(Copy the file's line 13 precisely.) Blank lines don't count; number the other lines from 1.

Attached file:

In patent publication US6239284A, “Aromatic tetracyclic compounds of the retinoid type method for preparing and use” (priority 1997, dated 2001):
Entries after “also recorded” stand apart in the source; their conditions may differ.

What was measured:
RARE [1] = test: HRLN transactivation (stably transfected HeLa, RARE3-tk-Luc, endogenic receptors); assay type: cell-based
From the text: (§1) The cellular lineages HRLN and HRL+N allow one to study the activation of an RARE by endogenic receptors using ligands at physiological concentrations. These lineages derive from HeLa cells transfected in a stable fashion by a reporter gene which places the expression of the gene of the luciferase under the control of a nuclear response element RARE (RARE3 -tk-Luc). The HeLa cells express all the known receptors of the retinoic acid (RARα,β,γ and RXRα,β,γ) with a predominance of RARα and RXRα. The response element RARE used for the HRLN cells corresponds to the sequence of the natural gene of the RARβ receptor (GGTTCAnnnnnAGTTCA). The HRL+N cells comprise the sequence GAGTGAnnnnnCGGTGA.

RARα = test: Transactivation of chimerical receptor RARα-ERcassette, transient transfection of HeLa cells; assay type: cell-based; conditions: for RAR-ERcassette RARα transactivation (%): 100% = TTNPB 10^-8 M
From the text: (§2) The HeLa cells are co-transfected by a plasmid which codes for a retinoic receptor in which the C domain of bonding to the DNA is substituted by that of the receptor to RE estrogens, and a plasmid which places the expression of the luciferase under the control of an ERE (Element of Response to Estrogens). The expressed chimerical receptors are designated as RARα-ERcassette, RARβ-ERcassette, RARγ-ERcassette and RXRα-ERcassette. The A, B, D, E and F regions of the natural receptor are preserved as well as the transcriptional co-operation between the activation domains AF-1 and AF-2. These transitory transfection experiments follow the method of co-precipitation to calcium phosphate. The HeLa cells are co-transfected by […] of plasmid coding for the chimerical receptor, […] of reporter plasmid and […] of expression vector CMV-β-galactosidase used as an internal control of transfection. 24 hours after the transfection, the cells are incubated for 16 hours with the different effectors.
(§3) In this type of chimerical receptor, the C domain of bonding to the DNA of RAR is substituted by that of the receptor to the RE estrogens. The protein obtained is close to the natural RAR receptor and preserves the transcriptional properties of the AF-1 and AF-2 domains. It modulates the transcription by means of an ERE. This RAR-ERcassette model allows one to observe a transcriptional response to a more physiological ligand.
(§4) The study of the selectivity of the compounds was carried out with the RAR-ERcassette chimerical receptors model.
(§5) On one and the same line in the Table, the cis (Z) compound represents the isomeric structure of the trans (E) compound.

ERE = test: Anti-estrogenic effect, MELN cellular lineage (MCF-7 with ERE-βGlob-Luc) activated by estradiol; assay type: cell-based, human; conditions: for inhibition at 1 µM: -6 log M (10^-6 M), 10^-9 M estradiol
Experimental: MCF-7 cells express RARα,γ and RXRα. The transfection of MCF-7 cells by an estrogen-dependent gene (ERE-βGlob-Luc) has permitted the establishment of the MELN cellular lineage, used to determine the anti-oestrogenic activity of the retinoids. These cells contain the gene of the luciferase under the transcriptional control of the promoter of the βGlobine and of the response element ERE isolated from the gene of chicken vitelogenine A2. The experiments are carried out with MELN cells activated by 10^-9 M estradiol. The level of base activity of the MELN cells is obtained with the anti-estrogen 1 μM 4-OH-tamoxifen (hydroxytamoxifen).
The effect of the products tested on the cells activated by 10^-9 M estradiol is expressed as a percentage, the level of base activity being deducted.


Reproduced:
The effect of the products tested on the cells activated by 10^-9 M estradiol is expressed as a percentage, the level of base activity being deducted.